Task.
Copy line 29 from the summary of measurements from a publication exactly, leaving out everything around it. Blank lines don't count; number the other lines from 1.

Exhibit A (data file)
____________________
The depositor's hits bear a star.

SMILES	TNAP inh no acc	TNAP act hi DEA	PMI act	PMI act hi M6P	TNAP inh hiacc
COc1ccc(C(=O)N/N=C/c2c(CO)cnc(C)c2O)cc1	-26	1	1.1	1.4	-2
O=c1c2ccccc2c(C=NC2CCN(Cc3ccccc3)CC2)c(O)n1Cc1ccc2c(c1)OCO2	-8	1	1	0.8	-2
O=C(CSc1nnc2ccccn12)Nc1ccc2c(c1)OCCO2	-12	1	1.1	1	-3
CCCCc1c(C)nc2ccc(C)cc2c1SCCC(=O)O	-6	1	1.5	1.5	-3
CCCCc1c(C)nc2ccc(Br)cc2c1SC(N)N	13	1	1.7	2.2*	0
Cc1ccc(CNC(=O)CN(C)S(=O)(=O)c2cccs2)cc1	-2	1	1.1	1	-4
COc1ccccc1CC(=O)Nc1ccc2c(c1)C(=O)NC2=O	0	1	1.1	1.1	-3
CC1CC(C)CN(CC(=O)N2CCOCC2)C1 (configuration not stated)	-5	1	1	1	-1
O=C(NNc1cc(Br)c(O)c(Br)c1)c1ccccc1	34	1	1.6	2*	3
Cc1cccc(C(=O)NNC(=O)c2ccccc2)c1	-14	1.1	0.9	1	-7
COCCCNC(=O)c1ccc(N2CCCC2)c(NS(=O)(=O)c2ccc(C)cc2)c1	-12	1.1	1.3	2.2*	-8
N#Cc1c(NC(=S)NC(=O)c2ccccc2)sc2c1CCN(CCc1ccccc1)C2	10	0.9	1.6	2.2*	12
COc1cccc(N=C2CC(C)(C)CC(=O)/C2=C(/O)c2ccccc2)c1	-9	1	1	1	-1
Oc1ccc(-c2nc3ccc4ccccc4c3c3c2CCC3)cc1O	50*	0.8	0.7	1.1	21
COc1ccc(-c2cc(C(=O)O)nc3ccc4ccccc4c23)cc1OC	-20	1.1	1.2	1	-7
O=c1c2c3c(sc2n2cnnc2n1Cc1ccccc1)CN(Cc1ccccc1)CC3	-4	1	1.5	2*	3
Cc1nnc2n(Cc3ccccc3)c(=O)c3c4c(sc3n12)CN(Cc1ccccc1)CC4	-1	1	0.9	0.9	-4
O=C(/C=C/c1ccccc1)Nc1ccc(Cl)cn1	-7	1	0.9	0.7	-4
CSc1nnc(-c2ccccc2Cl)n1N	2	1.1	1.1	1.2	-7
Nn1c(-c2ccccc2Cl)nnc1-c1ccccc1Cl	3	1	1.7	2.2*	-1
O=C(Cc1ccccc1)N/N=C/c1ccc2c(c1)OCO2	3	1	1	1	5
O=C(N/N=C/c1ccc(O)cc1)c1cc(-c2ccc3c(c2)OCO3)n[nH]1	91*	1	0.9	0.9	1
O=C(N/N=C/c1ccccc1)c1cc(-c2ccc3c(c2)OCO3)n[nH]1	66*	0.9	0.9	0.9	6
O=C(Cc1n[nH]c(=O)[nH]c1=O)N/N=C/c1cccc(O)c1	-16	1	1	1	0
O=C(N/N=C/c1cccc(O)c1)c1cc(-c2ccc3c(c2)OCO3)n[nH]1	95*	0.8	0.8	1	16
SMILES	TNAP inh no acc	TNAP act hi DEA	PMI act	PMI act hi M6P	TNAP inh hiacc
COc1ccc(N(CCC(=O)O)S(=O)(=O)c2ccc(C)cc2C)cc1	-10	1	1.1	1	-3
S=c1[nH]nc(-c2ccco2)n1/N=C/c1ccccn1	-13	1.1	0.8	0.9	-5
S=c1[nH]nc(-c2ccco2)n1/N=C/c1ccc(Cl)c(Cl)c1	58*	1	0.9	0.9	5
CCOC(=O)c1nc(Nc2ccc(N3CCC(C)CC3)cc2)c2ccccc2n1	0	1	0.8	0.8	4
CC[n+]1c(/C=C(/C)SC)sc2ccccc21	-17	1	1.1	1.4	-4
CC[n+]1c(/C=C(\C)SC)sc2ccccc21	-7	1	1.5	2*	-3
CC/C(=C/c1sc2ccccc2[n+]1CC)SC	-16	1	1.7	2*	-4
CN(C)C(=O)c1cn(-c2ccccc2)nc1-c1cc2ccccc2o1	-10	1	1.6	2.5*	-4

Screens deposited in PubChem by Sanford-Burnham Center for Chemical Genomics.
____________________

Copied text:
COc1ccc(N(CCC(=O)O)S(=O)(=O)c2ccc(C)cc2C)cc1	-10	1	1.1	1	-3